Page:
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April 24, 2014 10:38 AM Bundy’s Racist Rant and the Partisan Asymmetry in Motivated Cognition

By Mark Kleiman

Cliven Bundy, right-wing hero, is a howling racist.

Good to watch Rand Paul and Greg Abbott backpedaling now. But wasn’t it enough that Bundy denied the jurisdiction of the government of the United States and organized an armed mob to threaten federal officials carrying out lawful court orders? It should have been.

This just illustrates the point of Ezra Klein’s sophisticated take on Dan Kahan’s work about motivated cognition. Yes, human beings divided into feuding factions tend to act less intelligently than those same human beings would in a less polarized context. But all factions are not alike on this crucial dimension. Some track reality – and encourage their followers to track reality – pretty well, some not so well, and some abominably. The Red faction, where the fringe has become the base and where no adult supervision is allowed to interfere with the dissemination of pure lunacy, is radically more detached from reality than the Blue faction. Of course there are Blue lunatics, but they aren’t allowed to dictate the terms of debate. (When you hear a Blue thinker accused of “hippie-bashing,” that often means he or she is doing the job of keeping the team tethered to consensus reality by calling out fringiness. And yes, there’s a hyperactive form of this where perfectly sensible proposals and statements supported by good evidence but that don’t yet have widespread public support get dismissed as “loony left.”)

Tracking reality maps, albeit imperfectly, into acting with decency: “Those who can make you believe absurdities can make you commit atrocities.” It’s not by accident that the party of global-warming denial and poll unskewing is also the party of torture.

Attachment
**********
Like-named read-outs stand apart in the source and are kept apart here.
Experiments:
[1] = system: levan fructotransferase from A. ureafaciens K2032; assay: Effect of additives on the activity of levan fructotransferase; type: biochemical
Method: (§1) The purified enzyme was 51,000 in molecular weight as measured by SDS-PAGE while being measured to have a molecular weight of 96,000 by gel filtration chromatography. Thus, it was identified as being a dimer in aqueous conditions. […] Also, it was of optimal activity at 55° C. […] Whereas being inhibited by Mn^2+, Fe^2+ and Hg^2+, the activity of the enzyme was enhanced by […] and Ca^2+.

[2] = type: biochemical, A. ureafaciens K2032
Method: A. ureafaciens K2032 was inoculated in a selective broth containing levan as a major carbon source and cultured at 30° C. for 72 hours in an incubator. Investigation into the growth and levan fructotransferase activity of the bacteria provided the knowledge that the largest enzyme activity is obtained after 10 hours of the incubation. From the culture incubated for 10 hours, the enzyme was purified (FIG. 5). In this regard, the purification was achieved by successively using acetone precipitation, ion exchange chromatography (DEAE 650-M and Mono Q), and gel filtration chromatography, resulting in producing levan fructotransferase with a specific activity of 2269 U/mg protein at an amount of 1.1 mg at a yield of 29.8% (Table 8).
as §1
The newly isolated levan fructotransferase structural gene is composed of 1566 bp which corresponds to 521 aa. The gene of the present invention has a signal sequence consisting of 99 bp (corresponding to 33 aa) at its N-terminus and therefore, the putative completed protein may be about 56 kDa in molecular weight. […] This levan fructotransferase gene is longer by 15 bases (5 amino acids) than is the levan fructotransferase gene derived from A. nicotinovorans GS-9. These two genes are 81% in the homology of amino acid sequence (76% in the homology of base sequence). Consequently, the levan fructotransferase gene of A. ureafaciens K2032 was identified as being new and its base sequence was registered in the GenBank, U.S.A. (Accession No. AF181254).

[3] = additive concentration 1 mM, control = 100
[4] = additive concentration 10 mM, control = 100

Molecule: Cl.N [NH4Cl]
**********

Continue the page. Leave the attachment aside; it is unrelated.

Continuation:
No patriotic American should be pleased that our republic no longer has two political parties either of which can be safely entrusted with the task of governing. But wishing that fact away will not make it disappear. What the republic needs right now is a public awareness of how sick and twisted the Red team actually is, leading a series of devastating electoral defeats for the Republicans sufficient to shock them back into contact with consensus reality.

Footnote Since I’m claiming that there’s a factional difference, let me illustrate by criticizing Harry Reid’s rhetoric in the Bundy case. If you want to call his followers seditious, the dictionary is on your side. If you want to call them unpatriotic, by my guest. If you want to say that they are advocates of lawless violence and therefore enemies of the project of free government, I’ll join the chorus. But “domestic terrorist” is not only inflammatory but simply wrong.

Abortion-clinic bombers are terrorists. So are some of the animal-rights and eco-fringe groups. The Klan was a terrorist organization.

Militas, by contrast, are rebels, or at least cowardly rebel-wannabes. There’s a difference. Even the assassination of officials – which of course is deplorable in a republic – isn’t terrorism. Neither is simple crazy violence, even if the person carrying out the crazed violence embraces some crazy ideology as well. Terrorism is an organized effort to use violence to spread fear in the general population for political purposes.

Right now, the U.S. suffers from the threat, and sometimes the actuality, of right-wing violence, but to my knowledge there is no right-wing terrorist activity, or even any lively threat of such activity. So let’s call Bundy’s armed mob what it is – which is plenty bad enough – and not what it is not.

In criticizing a politician I generally support for making a statement that I think isn’t factually or logically sound, I’m acting like … a liberal. No doubt other liberals will disagree with me on the substance or think that, with Reid standing almost alone against Bundyism, it’s impolitic to criticize him. But all of that is perfectly normal, on my side of the great divide. On the other side – with, of course, honorable exceptions – not so much.

[Cross-posted at The Reality-Based Community]

Mark Kleiman is a professor of public policy at the University of California Los Angeles.

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